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Reciprocal associations between job strain and depression: A 2-year follow-up study from the Survey of Health, Ageing and Retirement in Europe
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Number of Authors: 62019 (English)In: Brain and Behavior, ISSN 2162-3279, E-ISSN 2162-3279, Vol. 9, article id e01381Article in journal (Refereed) Published
Abstract [en]

Background: A growing number of people suffered from depression. This study examined the depression prevalence in workers across 10 European countries plus Israel and the reciprocal associations between job strain and depression.

Methods: The study population consisted of 7,879 workers aged 50-63 years at baseline (2004) from the Survey of Health, Ageing, and Retirement in Europe (SHARE). Job demands (physical or psychosocial) and job control variables were derived from the Job Content Questionnaire (JCQ). Two 4-category job strains (physical and psychosocial) were obtained based on the cross-tabulation of these dichotomized demands and control variables. There were 4,284 depression-free, 3,259 high physical strain-free and 3,195 high psychosocial strain-free participants at baseline who were followed up for 2 years to detect incident depression, high physical job strain, or high psychosocial strain, respectively. The reciprocal associations between job strain and depression were analyzed by multivariate logistic regression and multivariate multilevel logistic regression adjusting for potential confounders.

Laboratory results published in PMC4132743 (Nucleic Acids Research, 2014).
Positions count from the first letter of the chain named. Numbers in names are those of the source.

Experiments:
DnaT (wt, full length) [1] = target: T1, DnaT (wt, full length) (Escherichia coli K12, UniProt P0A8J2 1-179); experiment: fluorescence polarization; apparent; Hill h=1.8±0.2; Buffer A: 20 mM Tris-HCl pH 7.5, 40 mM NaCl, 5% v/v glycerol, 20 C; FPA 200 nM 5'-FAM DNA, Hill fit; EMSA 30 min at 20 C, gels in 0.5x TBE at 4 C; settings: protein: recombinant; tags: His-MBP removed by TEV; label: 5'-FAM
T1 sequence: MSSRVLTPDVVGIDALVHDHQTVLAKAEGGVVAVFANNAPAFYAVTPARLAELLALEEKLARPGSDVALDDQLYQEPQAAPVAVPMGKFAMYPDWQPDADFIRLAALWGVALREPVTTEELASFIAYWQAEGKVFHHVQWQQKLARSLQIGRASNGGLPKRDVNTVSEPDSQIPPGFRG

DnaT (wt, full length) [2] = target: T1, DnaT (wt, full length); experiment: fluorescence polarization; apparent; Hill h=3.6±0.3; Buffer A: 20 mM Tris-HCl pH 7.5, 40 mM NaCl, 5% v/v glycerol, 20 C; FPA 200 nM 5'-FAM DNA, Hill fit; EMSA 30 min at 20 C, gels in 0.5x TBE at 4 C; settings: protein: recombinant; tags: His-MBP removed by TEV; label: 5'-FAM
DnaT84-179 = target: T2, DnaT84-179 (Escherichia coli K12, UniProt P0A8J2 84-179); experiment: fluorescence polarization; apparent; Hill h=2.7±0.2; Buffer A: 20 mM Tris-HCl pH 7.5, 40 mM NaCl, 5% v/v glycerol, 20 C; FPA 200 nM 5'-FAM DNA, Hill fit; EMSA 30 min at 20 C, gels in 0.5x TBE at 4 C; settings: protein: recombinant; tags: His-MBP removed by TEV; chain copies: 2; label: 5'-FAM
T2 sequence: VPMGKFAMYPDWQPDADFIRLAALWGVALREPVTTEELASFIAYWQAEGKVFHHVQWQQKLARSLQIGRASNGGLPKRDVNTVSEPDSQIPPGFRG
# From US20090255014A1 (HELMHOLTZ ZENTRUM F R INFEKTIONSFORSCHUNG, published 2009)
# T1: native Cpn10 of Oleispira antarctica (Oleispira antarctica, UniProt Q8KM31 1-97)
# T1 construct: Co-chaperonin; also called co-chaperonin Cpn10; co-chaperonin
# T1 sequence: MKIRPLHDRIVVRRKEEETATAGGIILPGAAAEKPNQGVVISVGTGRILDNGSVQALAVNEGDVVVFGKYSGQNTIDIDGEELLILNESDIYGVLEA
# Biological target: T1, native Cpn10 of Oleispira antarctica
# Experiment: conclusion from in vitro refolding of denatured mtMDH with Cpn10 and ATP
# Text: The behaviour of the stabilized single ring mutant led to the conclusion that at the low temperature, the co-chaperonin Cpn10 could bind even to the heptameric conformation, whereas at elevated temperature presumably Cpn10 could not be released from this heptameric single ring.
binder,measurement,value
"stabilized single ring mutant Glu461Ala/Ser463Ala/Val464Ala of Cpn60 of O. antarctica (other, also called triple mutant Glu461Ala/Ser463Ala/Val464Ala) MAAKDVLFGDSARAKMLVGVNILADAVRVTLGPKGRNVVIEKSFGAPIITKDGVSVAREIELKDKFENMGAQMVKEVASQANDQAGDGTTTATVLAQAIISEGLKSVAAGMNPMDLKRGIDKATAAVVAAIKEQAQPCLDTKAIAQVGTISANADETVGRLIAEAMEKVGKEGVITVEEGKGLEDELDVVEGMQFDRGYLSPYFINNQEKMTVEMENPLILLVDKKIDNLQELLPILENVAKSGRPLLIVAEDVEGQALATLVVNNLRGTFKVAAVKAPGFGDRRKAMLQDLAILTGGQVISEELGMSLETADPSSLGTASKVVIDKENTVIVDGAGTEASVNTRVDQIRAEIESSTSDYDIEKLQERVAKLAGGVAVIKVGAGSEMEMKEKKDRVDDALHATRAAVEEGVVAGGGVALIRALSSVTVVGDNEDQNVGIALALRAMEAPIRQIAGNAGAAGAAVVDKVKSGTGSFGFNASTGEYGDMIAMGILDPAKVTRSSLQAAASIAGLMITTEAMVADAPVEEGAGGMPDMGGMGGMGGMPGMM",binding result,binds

Results: The prevalence of depression varied from the lowest 12.5% in Germany to the highest 27.2% in France. Compared to individuals with low strain, a significantly higher risk of depression were found in individuals with high physical strain (OR = 1.39) and high psychosocial strain (OR = 1.55), after adjusting for potential confounders. Depression at baseline was not significantly associated with subsequent high job strain. Similar results were observed from multilevel models that took into consideration of the potential country-level influences.

Conclusions: The prevalence of depression varies across countries in Europe. Avoiding high job strain may be an effective preventive strategy to prevent depression epidemic.

Place, publisher, year, edition, pages
2019. Vol. 9, article id e01381
Keywords [en]
depression, job strain, older workers
National Category
Psychology Occupational Health and Environmental Health
Identifiers
URN: urn:nbn:se:su:diva-175111DOI: 10.1002/brb3.1381ISI: 000483359300001PubMedID: 31448560OAI: oai:DiVA.org:su-175111DiVA, id: diva2:1362381
Available from: 2019-10-18 Created: 2019-10-18 Last updated: 2019-10-25Bibliographically approved

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Pei, Jin-JingWang, Hui-Xin
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